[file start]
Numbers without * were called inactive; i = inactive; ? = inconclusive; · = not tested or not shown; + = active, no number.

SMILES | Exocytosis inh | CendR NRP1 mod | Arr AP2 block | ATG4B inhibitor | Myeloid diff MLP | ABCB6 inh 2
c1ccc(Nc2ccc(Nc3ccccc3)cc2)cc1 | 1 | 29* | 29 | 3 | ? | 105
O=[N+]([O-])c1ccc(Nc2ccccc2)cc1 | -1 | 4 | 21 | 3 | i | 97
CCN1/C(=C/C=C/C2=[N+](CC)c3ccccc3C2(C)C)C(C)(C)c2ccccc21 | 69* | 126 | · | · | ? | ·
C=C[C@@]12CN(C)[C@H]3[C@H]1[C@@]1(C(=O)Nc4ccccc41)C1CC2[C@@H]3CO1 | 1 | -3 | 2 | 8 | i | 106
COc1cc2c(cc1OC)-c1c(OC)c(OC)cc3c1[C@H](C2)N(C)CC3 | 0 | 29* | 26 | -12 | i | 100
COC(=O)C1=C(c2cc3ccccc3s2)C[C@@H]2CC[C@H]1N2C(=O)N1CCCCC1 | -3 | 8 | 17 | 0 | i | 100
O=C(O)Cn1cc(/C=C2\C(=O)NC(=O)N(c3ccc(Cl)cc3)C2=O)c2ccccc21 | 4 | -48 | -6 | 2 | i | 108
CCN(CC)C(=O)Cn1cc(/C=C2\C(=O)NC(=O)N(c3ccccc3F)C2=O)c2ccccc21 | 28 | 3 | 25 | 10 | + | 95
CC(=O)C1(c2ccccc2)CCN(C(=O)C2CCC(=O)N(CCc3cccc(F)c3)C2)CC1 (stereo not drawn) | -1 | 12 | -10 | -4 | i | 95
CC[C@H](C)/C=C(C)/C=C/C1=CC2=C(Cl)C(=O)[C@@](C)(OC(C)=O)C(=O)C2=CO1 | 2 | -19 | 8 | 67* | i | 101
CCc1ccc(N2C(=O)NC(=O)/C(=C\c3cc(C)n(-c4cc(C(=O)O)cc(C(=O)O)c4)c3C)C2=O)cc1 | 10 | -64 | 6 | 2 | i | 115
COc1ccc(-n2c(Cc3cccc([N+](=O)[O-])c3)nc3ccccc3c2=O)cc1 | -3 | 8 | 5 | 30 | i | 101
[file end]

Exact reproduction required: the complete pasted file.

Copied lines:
Numbers without * were called inactive; i = inactive; ? = inconclusive; · = not tested or not shown; + = active, no number.

SMILES | Exocytosis inh | CendR NRP1 mod | Arr AP2 block | ATG4B inhibitor | Myeloid diff MLP | ABCB6 inh 2
c1ccc(Nc2ccc(Nc3ccccc3)cc2)cc1 | 1 | 29* | 29 | 3 | ? | 105
O=[N+]([O-])c1ccc(Nc2ccccc2)cc1 | -1 | 4 | 21 | 3 | i | 97
CCN1/C(=C/C=C/C2=[N+](CC)c3ccccc3C2(C)C)C(C)(C)c2ccccc21 | 69* | 126 | · | · | ? | ·
C=C[C@@]12CN(C)[C@H]3[C@H]1[C@@]1(C(=O)Nc4ccccc41)C1CC2[C@@H]3CO1 | 1 | -3 | 2 | 8 | i | 106
COc1cc2c(cc1OC)-c1c(OC)c(OC)cc3c1[C@H](C2)N(C)CC3 | 0 | 29* | 26 | -12 | i | 100
COC(=O)C1=C(c2cc3ccccc3s2)C[C@@H]2CC[C@H]1N2C(=O)N1CCCCC1 | -3 | 8 | 17 | 0 | i | 100
O=C(O)Cn1cc(/C=C2\C(=O)NC(=O)N(c3ccc(Cl)cc3)C2=O)c2ccccc21 | 4 | -48 | -6 | 2 | i | 108
CCN(CC)C(=O)Cn1cc(/C=C2\C(=O)NC(=O)N(c3ccccc3F)C2=O)c2ccccc21 | 28 | 3 | 25 | 10 | + | 95
CC(=O)C1(c2ccccc2)CCN(C(=O)C2CCC(=O)N(CCc3cccc(F)c3)C2)CC1 (stereo not drawn) | -1 | 12 | -10 | -4 | i | 95
CC[C@H](C)/C=C(C)/C=C/C1=CC2=C(Cl)C(=O)[C@@](C)(OC(C)=O)C(=O)C2=CO1 | 2 | -19 | 8 | 67* | i | 101
CCc1ccc(N2C(=O)NC(=O)/C(=C\c3cc(C)n(-c4cc(C(=O)O)cc(C(=O)O)c4)c3C)C2=O)cc1 | 10 | -64 | 6 | 2 | i | 115
COc1ccc(-n2c(Cc3cccc([N+](=O)[O-])c3)nc3ccccc3c2=O)cc1 | -3 | 8 | 5 | 30 | i | 101